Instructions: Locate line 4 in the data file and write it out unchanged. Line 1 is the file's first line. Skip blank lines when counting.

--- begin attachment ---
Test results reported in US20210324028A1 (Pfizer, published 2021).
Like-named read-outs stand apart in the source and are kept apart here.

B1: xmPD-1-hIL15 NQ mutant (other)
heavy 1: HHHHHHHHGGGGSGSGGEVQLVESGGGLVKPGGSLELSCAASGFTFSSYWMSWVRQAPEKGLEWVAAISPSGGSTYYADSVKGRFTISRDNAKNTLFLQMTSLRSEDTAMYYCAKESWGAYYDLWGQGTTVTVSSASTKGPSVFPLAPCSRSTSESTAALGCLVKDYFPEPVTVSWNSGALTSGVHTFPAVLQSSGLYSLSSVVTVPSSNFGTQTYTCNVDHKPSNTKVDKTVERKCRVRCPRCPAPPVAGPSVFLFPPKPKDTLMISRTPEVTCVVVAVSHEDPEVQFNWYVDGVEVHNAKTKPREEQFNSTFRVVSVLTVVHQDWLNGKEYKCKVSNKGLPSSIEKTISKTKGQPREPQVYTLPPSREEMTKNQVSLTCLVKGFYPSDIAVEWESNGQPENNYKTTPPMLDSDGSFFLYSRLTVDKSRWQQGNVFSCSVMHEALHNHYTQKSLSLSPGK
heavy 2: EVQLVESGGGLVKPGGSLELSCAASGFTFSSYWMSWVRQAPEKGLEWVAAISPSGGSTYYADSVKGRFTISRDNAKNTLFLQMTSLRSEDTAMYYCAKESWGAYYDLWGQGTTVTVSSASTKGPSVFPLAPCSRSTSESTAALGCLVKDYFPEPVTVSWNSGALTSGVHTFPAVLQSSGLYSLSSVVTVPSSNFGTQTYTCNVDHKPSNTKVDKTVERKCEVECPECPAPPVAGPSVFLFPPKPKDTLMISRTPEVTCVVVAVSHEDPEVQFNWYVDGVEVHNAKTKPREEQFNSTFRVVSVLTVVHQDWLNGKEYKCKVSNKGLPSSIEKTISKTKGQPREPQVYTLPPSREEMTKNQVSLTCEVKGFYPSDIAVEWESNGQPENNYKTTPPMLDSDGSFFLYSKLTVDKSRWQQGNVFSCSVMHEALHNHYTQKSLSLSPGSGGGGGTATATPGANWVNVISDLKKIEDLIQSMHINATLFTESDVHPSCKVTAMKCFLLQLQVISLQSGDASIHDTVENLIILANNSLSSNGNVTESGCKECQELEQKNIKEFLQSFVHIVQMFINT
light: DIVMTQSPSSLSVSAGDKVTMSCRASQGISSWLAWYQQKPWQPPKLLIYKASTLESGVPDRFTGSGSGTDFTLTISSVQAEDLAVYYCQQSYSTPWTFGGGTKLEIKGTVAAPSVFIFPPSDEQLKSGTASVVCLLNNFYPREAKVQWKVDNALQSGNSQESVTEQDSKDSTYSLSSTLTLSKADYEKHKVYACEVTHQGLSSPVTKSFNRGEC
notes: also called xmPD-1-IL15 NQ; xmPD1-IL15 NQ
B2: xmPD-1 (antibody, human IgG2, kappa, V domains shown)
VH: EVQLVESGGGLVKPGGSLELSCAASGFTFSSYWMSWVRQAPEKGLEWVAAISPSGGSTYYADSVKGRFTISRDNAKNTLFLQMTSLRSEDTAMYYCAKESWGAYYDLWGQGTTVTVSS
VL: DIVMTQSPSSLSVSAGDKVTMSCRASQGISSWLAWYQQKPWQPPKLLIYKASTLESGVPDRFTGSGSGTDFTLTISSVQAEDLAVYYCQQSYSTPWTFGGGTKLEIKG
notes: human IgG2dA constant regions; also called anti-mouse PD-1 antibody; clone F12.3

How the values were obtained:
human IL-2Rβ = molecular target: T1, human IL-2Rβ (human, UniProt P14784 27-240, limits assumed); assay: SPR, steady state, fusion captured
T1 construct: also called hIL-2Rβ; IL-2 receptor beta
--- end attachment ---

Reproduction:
heavy 1: HHHHHHHHGGGGSGSGGEVQLVESGGGLVKPGGSLELSCAASGFTFSSYWMSWVRQAPEKGLEWVAAISPSGGSTYYADSVKGRFTISRDNAKNTLFLQMTSLRSEDTAMYYCAKESWGAYYDLWGQGTTVTVSSASTKGPSVFPLAPCSRSTSESTAALGCLVKDYFPEPVTVSWNSGALTSGVHTFPAVLQSSGLYSLSSVVTVPSSNFGTQTYTCNVDHKPSNTKVDKTVERKCRVRCPRCPAPPVAGPSVFLFPPKPKDTLMISRTPEVTCVVVAVSHEDPEVQFNWYVDGVEVHNAKTKPREEQFNSTFRVVSVLTVVHQDWLNGKEYKCKVSNKGLPSSIEKTISKTKGQPREPQVYTLPPSREEMTKNQVSLTCLVKGFYPSDIAVEWESNGQPENNYKTTPPMLDSDGSFFLYSRLTVDKSRWQQGNVFSCSVMHEALHNHYTQKSLSLSPGK